People will tell you things and sometimes you'll believe them even if they aren't true.  We like to build up our sense of self as a person who "knows" particular things, but we don't actually know them.  You "know" your name, but if you choose to ignore people who use it and answer to a different name, then you'll really be changing your name, even if there's no legal name change.  It's not really knowledge, but your decision. You "know" that two and two make four, but again, you decided to use a definition of "two" and "four" that make it so. You "know" that if you drop an egg from six feet above the cement, it will break open when it hits the cement, but someone could catch it and drop it again from a half a centimeter, and then maybe it won't break.  In any case, what you know or think you know isn't what you are.

A guy named Jack Kornfield said "Wisdom says we are nothing. Love says we are everything. Between these two, our life flows."  In my experience, he's right, and so you can choose to be nothing or everything, honoring either the claim that love makes or the claim that wisdom makes.  Over time, you can honor them both.  This will help you have humility, avoid being egotistical or selfish in the way that degrades your experience of life, and it will teach you.

Think about the things you "know" as either definitions or working assumptions.  Be spry and adaptive.  Sometimes people will use words in a way different from how you use them.  Be curious and kind as you explore what they mean, and gently invite them to appreciate how you would interpret what they say given your way of using those words.  This opens up great conversations about language and understanding.  When you talk to someone who uses a particular word differently from how you use it, try to stick with their meaning, and use different words when you want to use it in your normal way.  This will help to avoid confusion and arguing.  The beautiful thing about a working assumption is that when you get the right kind of evidence, it's easy and natural to update the assumption.  If you pretend that your working assumption is something you "know," then you will resist some kinds of evidence that show imperfections in your "knowledge."  This is called "cognitive dissonance."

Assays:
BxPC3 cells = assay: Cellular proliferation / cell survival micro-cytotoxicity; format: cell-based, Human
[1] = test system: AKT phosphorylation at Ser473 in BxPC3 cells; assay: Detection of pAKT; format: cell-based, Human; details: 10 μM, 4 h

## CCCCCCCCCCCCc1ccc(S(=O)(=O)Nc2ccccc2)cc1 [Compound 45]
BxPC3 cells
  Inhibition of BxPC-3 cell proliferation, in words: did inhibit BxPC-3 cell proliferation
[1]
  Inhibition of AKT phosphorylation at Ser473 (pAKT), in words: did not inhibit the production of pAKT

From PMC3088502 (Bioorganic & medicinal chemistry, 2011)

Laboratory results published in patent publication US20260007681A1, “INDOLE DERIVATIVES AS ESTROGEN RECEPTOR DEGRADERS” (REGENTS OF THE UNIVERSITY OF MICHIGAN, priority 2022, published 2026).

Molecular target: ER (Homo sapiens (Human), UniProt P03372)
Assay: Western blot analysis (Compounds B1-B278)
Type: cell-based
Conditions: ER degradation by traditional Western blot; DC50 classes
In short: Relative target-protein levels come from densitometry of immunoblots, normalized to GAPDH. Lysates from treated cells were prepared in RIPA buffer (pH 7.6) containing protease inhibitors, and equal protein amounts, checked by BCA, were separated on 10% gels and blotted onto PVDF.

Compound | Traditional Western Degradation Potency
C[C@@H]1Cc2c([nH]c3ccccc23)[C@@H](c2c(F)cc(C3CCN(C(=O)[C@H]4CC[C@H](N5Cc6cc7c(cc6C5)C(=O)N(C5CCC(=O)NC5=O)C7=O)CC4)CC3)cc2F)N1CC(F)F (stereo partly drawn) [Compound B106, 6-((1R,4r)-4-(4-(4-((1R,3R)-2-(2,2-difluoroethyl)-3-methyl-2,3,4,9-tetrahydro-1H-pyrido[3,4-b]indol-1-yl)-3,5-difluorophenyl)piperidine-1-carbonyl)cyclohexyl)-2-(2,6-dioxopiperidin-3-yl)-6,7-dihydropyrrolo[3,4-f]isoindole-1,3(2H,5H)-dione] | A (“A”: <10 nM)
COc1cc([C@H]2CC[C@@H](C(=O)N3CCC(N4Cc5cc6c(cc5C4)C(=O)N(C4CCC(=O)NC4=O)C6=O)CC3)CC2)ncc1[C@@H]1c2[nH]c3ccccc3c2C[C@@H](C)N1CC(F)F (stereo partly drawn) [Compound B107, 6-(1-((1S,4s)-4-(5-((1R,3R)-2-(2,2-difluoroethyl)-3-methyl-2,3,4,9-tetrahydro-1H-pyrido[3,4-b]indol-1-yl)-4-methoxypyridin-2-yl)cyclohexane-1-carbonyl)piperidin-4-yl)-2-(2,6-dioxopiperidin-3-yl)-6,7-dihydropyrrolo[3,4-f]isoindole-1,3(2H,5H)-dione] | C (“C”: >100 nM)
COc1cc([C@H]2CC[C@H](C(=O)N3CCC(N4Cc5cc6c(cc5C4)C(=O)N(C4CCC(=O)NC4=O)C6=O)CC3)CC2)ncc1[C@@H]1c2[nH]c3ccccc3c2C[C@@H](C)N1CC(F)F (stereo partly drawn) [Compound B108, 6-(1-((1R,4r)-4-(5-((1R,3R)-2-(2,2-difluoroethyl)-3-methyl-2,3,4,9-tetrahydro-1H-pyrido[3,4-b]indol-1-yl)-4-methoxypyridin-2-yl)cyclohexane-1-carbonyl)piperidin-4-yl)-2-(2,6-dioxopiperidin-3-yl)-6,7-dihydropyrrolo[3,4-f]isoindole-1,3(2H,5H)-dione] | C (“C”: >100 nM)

What you are is nothing and everything.  If you want to keep learning, remember that whatever you feel like you know can become ever more accurate if you leave it open to adjustment by calling it a working assumption.  Your skill at living will get better faster when you do these things, and I have one last request.

If you can put these two ideas into your own words and tell them to other people, and then ask them to do the same, we will have created an oral tradition.  It will be largely immune to the degrading influence of political authority and also to the petrification that happens over time.  These two forces, I think, have a strong negative effect on the experience of life.  At some point, I hope it will make sense that you and I are one, that we thought up this letter long before either of us was born, and that the wisdom of it wended its way through time, into my mind, out my fingertips, and now is something you can extend to our future selves.